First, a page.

Rapid Formation of High Density Microwave discharges for Application in Counter-HPM Protection
Prof. John H. BooskeUniversity of Wisconsin-Madison
Wednesday, March 28, 2012|
4:00pm - 5:00pm
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About the Event
Recent decades of research on high power microwave (HPM) sources for non-lethal electronic attack have prompted an interest in research on protection counter-measures. The Central Consortium for High Power Microwaves (UC-Berkeley, Michi-gan, Michigan State, Texas Tech and Wisconsin) is studying basic questions related to assessing rapidly-formed, self-initiated, distributed discharges as a means of protect-ing sensitive electronics from HPM irradiation. Collectively, the consortium investiga-tions encompass two orders of magnitude in frequency, from 1-100 GHz. At the Uni-versity of Wisconsin, we are conducting experiments using short pulses (< 1 s) of high power X-band radiation. This talk will discuss some of the interesting initial results, including the impact of varying gas composition and pressure as well as the time in-terval between repetitive pulses and pulse trains. The results will probably raise more questions than they answer, but then that is exactly when things usually get exciting in research!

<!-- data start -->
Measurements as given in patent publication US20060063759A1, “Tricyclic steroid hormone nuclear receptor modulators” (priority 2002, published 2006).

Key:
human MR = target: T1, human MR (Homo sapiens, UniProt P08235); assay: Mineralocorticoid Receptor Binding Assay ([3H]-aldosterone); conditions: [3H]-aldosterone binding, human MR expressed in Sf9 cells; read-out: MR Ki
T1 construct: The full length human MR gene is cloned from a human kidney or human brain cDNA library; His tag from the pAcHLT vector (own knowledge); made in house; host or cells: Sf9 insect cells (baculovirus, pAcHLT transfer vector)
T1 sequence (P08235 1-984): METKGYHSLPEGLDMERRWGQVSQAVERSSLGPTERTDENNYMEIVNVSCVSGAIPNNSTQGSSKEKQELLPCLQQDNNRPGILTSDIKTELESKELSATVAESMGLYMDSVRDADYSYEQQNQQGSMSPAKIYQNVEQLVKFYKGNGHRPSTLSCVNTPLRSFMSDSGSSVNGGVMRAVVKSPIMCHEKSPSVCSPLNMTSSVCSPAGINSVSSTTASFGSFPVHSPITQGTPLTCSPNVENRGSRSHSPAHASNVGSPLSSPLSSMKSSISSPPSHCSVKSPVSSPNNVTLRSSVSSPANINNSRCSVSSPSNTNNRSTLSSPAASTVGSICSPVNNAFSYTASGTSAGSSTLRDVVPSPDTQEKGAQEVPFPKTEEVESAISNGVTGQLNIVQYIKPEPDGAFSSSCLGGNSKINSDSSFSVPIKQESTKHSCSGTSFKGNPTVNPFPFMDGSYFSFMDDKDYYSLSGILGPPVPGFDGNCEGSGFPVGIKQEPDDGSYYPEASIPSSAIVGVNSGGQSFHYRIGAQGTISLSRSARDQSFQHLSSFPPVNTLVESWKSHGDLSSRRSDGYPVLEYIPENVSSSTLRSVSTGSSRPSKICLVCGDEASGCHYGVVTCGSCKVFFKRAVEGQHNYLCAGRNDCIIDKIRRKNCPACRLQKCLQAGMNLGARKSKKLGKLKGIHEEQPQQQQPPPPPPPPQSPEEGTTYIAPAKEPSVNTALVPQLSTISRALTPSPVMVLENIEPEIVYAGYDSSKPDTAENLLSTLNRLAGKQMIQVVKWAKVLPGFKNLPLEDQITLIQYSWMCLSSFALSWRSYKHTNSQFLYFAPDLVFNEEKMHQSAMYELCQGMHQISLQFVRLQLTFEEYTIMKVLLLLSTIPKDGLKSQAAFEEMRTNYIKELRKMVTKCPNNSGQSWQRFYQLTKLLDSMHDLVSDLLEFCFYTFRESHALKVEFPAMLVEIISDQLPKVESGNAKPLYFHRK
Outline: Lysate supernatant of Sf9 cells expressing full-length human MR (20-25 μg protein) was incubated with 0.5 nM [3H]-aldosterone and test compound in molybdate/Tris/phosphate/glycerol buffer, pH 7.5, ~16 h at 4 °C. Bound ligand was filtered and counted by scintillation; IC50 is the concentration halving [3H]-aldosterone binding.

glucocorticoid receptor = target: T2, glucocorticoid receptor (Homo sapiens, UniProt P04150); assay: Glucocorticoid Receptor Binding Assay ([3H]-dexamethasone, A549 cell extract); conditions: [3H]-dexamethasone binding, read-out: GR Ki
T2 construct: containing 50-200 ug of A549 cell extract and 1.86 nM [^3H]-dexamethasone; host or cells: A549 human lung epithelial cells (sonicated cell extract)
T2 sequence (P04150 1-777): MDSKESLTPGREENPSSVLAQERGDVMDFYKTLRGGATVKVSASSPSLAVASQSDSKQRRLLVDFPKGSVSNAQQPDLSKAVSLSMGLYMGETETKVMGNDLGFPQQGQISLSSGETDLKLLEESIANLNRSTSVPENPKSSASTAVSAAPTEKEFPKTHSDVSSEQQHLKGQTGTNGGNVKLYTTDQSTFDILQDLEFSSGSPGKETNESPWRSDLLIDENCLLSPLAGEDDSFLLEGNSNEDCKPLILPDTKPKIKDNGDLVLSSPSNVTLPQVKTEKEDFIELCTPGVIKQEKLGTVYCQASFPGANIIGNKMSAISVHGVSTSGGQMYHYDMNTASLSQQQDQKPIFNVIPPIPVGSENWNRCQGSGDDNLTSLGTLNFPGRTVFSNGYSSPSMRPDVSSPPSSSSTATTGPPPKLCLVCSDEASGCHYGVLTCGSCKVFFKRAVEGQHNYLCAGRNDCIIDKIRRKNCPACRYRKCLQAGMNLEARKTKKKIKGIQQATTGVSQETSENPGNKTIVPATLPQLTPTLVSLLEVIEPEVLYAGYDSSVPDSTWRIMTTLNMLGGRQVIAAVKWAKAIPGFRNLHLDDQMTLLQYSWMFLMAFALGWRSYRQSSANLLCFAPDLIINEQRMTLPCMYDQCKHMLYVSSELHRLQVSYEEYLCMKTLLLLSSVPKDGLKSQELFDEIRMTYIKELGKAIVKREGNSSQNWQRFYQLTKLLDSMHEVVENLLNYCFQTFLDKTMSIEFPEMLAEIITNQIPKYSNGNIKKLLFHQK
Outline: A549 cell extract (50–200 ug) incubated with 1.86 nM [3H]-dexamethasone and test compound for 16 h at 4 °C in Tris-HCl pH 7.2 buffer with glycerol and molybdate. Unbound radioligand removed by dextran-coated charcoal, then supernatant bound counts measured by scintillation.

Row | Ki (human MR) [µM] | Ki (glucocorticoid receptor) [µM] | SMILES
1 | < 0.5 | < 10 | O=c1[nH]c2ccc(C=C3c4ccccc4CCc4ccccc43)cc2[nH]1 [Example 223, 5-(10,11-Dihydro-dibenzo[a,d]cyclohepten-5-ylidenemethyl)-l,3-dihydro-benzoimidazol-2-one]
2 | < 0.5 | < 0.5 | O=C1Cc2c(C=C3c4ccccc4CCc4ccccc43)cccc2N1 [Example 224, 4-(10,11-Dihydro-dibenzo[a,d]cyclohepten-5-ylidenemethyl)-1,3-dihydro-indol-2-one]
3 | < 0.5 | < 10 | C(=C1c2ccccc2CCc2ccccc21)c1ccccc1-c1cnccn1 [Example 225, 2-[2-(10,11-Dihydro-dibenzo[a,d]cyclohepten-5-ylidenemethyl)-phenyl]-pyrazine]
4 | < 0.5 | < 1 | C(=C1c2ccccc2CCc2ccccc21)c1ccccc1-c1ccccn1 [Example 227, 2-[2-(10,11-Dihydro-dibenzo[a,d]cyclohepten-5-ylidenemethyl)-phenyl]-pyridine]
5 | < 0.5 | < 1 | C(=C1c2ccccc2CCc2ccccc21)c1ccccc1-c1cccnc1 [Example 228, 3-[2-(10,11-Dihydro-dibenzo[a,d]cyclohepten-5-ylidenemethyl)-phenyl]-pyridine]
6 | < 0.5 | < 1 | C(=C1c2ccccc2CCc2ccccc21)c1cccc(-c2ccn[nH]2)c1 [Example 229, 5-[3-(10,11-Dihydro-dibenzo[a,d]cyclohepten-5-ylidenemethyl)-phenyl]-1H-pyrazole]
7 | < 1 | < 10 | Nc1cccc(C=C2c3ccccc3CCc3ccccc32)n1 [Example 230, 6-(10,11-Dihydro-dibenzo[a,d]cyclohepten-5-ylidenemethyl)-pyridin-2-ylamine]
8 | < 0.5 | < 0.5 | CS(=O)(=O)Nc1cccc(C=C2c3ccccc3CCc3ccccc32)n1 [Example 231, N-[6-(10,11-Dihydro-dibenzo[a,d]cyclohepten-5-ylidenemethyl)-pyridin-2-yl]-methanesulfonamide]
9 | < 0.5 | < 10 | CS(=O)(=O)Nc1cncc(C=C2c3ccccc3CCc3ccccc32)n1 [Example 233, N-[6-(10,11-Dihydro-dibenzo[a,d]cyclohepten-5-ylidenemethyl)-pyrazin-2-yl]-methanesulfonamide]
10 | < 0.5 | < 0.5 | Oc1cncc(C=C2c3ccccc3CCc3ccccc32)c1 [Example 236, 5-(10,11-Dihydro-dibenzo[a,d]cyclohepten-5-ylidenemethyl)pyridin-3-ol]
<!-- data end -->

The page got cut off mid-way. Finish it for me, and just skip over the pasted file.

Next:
John H. Booske received the Ph.D. degree in nuclear engineering from the Univ. of Michigan in 1985 after which he was a Research Scientist at the Univ. of Maryland, College working on magnetically confined hot ion plasmas and sheet-electron-beam free electron lasers. Since 1990, he has been with the Dept. of Electrical and Computer Engineering at the Univ. of Wisconsin-Madison (UW), where he is Chair of ECE, Director of the Wisconsin Collaboratory for Enhanced Learning, and the Bluemke Prof. of Engineering. John’s research interests include experimental and theoretical study of coherent electromagnetic radiation, its sources and its applications, spanning the RF, microwave, millimeter-wave, and THz regimes, as well as plasma science and applications. John has received the UW Vilas Associate Award for research, the NSF Presidential Young Investigator Award and numerous teaching awards. John is a Fellow of the IEEE and the American Physical Society.
Contact: Mark J. Kushner
Open to: Public